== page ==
Actuarial bread-and-butter. The mathematical study of measuring the chances of something terrible happening. This is usually a financial risk, but can also be extreme weather conditions, earthquakes, whatever. BTW, this is distinct from the “risk” in “statistical risk bounds”, which is the domain of statistical learning theory.

How do you evaluate how bad the worst cases are when deciding whether to do something? Generally this involved ignoring how good the best scenario is; Given financial history, probably that’s the niche to worry about filling. How do you trade off the badness and likeliness of the bad cases? This is about the risk measures themselves. For a useful class of distributions to use in this context it might be worth considering extreme value theory.

🏗 introduce *risk coherence*, and
Discuss application to climate risk, and scheduling.

## Value-at-Risk

\(X\) is a random variable the payoff of a portfolio at some future time, and our quantile of interest is \(0 < \alpha < 1\).

The \(\alpha-\operatorname{VaR}\) of an asset \(X\) with cdf \(F\) is, up to minus signs, an estimate of the icdf. It is defined as

\[ \begin{aligned} \operatorname{VaR}_\alpha(X) &:= \inf\{x\in\mathbb{R}:\mathbb{P}(X<-x)\leq 1-\alpha\}\\ &= \inf\{x\in\mathbb{R}:1-F(-x)\geq \alpha\}\\ \end{aligned} \]

## Expected shortfall

“the expected loss of portfolio value given that a loss is occurring at or above the \(q\)-quantile.”

The expected shortfall (ES) is defined

\[ ES_{\alpha} := \frac{1}{\alpha}\int_0^{\alpha} \operatorname{VaR}_{\gamma}(X)d\gamma\\ = -\frac{1}{\alpha}\left(E[X \ 1_{\{X \leq x_{\alpha}\}}] + x_{\alpha}(\alpha - \mathbb{P}[X \leq x_{\alpha}])\right) \]

where VaR is Value At Risk, and where \(x_{\alpha} = \inf\{x \in \mathbb{R}: P(X \leq x) \geq \alpha\}\)

It is also known as the Conditional Value-at-Risk, \(\alpha-\operatorname{CVaR}.\)

According to Wikipedia, I might care about the dual representation, \(ES_{\alpha} = \inf_{Q \in \mathcal{Q}_{\alpha}} E^Q[X]\) with \(\mathcal{Q}_{\alpha}\) the set of probability measures absolutely continuous with respect to the physical measure \(P\), such that \(\frac{dQ}{dP} \leq \alpha^{-1}\) almost surely.

…Why might I care about that again?

## Subadditivity/coherence

TBC

## G-expectation

I don’t understand this yet, but Shige Peng just gave a talk wherein he argued that the generalised, sublinear expectation operator derived from distributional uncertainty, generate coherent risk measures, although it is not immediately obvious to me how this works. See, e.g. Shige Peng (2004).

## Sensitivity to parameters of risk measures

SWIM is a method for analysis of sensitivity for parameter assumptions in risk measures. (R package) I might use this article as a point of entry to this field if I need it.

An efficient sensitivity analysis for stochastic models based on Monte Carlo samples. Provides weights on simulated scenarios from a stochastic model, such that stressed random variables fulfil given probabilistic constraints (e.g. specified values for risk measures), under the new scenario weights. Scenario weights are selected by constrained minimisation of the relative entropy to the baseline model.

## Rosenblatt transform

Mentioned mnemonically because it seems to arise in QRM all the time. The Rosenblatt transform is the one that takes a vector random variate with a known (continuous) joint distribution and transforms it to a uniform distribution over the unit hypercube.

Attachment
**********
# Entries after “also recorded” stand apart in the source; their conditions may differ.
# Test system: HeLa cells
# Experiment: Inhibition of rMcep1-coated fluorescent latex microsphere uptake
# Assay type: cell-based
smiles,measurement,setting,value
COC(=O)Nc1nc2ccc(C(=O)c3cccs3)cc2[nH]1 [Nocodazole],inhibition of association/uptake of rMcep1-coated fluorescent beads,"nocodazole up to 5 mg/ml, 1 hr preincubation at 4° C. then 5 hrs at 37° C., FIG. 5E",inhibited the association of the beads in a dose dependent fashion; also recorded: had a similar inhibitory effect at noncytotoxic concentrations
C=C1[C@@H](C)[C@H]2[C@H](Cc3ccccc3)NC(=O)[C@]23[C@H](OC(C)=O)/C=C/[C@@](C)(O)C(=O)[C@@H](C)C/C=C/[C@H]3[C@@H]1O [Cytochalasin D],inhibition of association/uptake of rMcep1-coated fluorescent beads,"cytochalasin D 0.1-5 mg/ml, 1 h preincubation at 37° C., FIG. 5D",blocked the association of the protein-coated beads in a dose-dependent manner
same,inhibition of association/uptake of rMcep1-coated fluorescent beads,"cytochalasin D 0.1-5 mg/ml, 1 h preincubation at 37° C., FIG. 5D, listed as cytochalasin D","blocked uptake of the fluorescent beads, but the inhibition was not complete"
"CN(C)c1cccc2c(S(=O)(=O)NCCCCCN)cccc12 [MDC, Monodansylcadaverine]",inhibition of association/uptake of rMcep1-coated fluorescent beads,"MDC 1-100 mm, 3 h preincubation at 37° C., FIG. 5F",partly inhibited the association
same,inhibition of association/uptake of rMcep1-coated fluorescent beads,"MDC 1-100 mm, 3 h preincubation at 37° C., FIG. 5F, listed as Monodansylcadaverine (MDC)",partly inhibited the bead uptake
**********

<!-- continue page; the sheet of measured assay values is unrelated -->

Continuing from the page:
## References

*Economic Notes*31 (2): 379–88.

*Mathematical Finance*9 (3): 203–28.

*Electronic Communications in Probability*5 (0): 101–17.

*Journal of Econometrics*, Econometric modelling in finance and risk management: An overview, 147 (1): 120–30.

*The Geneva Papers on Risk and Insurance - Issues and Practice*, May.

*arXiv:1912.11736 [Econ, Stat]*, December.

*Journal of Financial Econometrics*6 (1): 87–107.

*The Annals of Probability*33 (3): 1179–99.

*Applied Energy*99 (November): 97–108.

*American Economic Review*67 (2): 116–26.

*Statistical Models and Causal Inference: A Dialogue with the Social Sciences*, edited by David Collier, Jasjeet S. Sekhon, and Philip B. Stark. Cambridge: Cambridge University Press.

*The Annals of Statistics*49 (3): 1755–78.

*arXiv:1609.09429 [Stat]*, September.

*How to Measure Anything: Finding the Value of Intangibles in Business*. 3 edition. Hoboken, New Jersey: Wiley.

*Journal of the American Statistical Association*53 (282): 457–81.

*Risk Analysis*1 (1): 11–27.

*Modeling, Measuring and Hedging Operational Risk*. Chichester: Chichester : Wiley.

*Quantitative Risk Management : Concepts, Techniques and Tools*. Princeton: Princeton Univ. Press.

*Annual Review of Statistics and Its Application*8 (1): 217–40.

*The Geneva Papers on Risk and Insurance - Issues and Practice*38 (3): 521–46.

*Stochastic Methods in Finance*, 165–253. Lecture Notes in Mathematics 1856. Springer Berlin Heidelberg.

*Stochastic Analysis and Applications*, edited by Fred Espen Benth, Giulia Di Nunno, Tom Lindstrøm, Bernt Øksendal, and Tusheng Zhang, 541–67. Berlin, Heidelberg: Springer Berlin Heidelberg.

*Science in China Series A: Mathematics*52 (7): 1391–411.

*European Journal of Operational Research*274 (2): 654–70.

*ESAIM: Probability and Statistics*9 (June): 220–29.

*Insurance: Mathematics and Economics*39 (1): 19–34.

*Journal of Statistical Planning and Inference*25 (1): 81–104.

*Mathematical Finance*14 (1): 115–29.

*International Journal of Financial Engineering and Risk Management*1 (1): 6–19.

*Risk Analysis*25: 481–92.

*Biometrics*56 (1): 227–36.

*Journal of Financial Econometrics*6 (2): 231–52.

*Journal of Financial Econometrics*6 (3): 382–406.

*Physical Review E*73 (3): 036127.

## No comments yet. Why not leave one?